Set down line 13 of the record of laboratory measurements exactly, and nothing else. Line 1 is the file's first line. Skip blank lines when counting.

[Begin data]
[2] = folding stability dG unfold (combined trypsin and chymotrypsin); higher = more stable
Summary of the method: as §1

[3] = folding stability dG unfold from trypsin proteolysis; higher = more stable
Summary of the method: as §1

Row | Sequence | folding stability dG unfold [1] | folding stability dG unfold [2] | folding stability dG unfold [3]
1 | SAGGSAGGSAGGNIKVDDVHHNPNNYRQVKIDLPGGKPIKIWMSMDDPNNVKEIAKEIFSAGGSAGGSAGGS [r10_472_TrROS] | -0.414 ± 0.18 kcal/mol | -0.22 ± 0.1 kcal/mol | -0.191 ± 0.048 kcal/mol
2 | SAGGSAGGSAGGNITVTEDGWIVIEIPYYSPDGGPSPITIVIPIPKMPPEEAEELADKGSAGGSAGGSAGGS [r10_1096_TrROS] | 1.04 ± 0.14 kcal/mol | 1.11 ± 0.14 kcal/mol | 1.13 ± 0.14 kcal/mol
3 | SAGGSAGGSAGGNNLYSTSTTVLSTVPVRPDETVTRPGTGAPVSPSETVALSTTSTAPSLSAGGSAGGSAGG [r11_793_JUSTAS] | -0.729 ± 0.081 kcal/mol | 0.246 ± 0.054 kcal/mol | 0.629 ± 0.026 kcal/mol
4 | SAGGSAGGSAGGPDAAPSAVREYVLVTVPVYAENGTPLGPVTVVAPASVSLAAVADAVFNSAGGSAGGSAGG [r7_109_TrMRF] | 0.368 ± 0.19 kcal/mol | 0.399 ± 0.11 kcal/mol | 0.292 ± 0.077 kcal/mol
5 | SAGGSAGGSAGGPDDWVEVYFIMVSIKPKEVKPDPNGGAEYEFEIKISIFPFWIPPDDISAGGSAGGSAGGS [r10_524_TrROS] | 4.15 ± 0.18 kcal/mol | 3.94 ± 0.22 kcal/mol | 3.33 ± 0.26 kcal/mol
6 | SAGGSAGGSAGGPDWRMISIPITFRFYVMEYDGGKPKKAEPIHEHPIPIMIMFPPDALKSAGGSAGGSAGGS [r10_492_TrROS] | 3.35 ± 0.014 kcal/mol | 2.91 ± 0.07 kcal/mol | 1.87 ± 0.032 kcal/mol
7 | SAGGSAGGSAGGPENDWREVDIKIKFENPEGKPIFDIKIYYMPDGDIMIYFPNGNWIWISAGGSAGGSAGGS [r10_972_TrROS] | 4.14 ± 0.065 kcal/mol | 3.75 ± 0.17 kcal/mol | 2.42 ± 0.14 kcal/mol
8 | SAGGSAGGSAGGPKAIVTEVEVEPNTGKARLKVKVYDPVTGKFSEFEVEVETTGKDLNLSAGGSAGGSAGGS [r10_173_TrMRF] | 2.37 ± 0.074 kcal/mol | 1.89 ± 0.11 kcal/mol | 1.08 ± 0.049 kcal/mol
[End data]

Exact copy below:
8 | SAGGSAGGSAGGPKAIVTEVEVEPNTGKARLKVKVYDPVTGKFSEFEVEVETTGKDLNLSAGGSAGGSAGGS [r10_173_TrMRF] | 2.37 ± 0.074 kcal/mol | 1.89 ± 0.11 kcal/mol | 1.08 ± 0.049 kcal/mol